Roger M. Peel served as Director General of the International Baccalaureate® (IB) for 15 years, from 1983 until 1998.
A British national, he was appointed from outside the organization and moved to Geneva to take up the post, benefitting from the chance to consult from time to time with the IB's founder and first Director General, Alec Peterson.
On Roger's arrival in Geneva, it quickly became apparent that urgent attention needed to be given to the shortfall in revenue, the procedures for admitting new schools and the liaison with universities around the world that were starting to receive applications from increasing numbers of IB students each year. Planning meetings were arranged with the regional directors in order to ensure uniform administration of the IB's international agenda. Above all, it was agreed that careful growth should be encouraged while taking the steps necessary to avoid compromising the high academic standards that have aways been the hallmark of the IB's approach to teaching and learning. This meant walking a fine line, monitoring progress carefully and resisting the temptation to accept more schools than could be accommodated at that time as a means of generating additional revenue.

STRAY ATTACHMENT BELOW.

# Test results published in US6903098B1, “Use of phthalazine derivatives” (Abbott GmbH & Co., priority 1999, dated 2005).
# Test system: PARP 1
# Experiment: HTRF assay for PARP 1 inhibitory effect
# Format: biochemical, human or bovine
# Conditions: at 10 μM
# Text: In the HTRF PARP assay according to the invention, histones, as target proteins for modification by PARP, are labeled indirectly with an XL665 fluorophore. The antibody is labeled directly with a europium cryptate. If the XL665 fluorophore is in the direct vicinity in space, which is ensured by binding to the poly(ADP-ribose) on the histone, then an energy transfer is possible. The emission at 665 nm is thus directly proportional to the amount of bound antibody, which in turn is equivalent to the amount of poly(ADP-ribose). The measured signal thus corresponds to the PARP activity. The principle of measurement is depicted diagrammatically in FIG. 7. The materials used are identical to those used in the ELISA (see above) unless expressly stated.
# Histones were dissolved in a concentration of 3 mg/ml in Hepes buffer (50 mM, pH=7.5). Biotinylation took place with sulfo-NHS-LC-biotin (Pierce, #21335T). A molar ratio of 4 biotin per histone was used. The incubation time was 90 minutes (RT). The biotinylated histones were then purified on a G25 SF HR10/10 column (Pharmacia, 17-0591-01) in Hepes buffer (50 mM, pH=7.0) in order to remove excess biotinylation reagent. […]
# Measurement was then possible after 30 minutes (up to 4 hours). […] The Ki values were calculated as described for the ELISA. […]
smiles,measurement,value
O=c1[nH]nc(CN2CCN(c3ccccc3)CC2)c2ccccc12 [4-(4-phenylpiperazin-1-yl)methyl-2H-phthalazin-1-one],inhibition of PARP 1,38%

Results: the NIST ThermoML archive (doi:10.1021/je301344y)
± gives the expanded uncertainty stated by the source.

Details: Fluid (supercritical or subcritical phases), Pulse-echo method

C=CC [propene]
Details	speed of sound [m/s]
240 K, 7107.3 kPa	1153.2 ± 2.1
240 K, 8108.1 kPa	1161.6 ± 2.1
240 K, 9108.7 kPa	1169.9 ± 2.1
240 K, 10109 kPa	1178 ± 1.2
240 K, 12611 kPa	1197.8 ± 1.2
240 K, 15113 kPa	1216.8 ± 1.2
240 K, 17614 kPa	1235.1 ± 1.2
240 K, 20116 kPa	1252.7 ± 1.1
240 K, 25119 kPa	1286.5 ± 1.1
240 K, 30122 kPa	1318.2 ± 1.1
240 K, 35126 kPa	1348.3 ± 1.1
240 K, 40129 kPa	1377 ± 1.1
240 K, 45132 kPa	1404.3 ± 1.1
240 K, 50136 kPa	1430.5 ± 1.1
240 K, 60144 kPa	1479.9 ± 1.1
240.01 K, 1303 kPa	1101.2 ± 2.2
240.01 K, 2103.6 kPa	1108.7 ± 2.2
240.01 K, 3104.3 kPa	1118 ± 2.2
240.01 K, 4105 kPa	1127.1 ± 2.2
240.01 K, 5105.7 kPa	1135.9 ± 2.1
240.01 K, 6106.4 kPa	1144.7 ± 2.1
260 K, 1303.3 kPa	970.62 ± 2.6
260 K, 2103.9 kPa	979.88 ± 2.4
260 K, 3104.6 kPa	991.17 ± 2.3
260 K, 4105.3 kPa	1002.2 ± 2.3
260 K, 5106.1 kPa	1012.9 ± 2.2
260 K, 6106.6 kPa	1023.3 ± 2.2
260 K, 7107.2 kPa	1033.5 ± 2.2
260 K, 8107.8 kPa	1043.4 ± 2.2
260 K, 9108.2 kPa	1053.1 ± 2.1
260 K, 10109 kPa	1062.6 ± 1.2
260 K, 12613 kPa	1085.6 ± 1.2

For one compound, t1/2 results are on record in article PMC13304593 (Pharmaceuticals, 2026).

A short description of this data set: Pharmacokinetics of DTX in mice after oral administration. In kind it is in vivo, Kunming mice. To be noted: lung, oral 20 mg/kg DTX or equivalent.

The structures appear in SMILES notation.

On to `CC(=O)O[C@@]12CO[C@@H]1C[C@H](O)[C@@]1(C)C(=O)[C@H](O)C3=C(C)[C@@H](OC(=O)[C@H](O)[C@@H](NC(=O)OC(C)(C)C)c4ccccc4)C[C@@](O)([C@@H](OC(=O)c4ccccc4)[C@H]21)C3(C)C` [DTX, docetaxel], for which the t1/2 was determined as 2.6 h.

During Roger's time as Director General, the evolving success of the Diploma Programme (DP) prompted a number of schools around the world to adjust their curriculum for the middle and primary years. Ad hoc groups of teachers and administrators got together on weekends and at professional meetings, often at their own expense, to consider new approaches to learning for the benefit of their younger students.
This led to the adoption of the Middle Years Programme (MYP) and the Primary Years Programme (PYP) by the IB. Those responsible for the development of the MYP, and the PYP three years later, felt that for each programme to flourish, it should be carried forward and managed by professional staff. They approached the IB and, in both instances, the response was to appoint new IB staff, often from the schools that had participated from the start in the creation of the two projects.
Under Roger's leadership, the IB began implementation of the MYP in 1994. It was followed by the PYP in 1997.
Before joining the IB, Roger had been a member of the foreign language faculty of Middlebury College, Vermont, USA, starting there in 1969. In 1973 he became the college's Director of the Language Schools. In that capacity he took on occasional consulting assignments for the National Endowment for the Humanities in Washington and the Educational Testing Service (ETS) near Princeton.
One such mission involved an external review of the in-house language courses for staff members and distinguished visitors at the World Bank and the International Monetary Fund in Washington, undertaken in collaboration with a professor of Linguistics at Cornell University.
Roger holds a Bachelor's degree in modern languages from Manchester University. He was awarded his PhD at Yale in 1966, where he was appointed Assistant Professor and Director of Undergraduate Studies for Spanish, Italian and Portuguese, occupying the post from 1966-1969.